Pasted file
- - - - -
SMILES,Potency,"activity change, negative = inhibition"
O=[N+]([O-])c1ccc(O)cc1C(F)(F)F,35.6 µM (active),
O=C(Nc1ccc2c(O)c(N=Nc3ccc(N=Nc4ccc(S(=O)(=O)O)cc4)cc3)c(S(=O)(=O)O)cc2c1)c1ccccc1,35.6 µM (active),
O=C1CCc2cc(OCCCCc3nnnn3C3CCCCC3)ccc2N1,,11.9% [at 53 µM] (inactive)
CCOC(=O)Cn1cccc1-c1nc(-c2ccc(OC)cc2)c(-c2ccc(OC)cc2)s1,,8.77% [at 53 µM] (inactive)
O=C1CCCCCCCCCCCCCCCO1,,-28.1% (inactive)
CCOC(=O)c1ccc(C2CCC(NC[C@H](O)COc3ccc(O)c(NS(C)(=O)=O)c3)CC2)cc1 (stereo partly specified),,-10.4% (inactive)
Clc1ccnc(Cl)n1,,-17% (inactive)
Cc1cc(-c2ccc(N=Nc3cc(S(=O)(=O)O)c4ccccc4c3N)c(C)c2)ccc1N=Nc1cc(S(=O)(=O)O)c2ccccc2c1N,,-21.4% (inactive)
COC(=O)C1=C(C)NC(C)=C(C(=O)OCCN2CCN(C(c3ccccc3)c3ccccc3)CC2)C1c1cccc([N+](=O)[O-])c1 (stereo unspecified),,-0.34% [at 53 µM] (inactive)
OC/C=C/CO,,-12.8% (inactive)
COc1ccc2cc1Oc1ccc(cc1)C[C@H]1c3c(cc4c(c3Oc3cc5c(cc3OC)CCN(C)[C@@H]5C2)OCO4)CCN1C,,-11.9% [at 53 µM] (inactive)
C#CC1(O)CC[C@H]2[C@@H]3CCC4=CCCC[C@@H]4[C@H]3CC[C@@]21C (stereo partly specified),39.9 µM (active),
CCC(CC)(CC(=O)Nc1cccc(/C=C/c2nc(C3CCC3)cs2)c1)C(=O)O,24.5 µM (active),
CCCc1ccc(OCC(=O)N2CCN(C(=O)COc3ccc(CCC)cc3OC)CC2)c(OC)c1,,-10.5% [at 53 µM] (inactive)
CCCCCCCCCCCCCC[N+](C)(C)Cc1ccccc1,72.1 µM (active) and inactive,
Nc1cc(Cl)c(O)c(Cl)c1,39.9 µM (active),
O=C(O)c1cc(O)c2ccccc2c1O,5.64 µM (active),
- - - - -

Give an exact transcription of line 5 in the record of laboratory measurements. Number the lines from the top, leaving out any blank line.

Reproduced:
CCOC(=O)Cn1cccc1-c1nc(-c2ccc(OC)cc2)c(-c2ccc(OC)cc2)s1,,8.77% [at 53 µM] (inactive)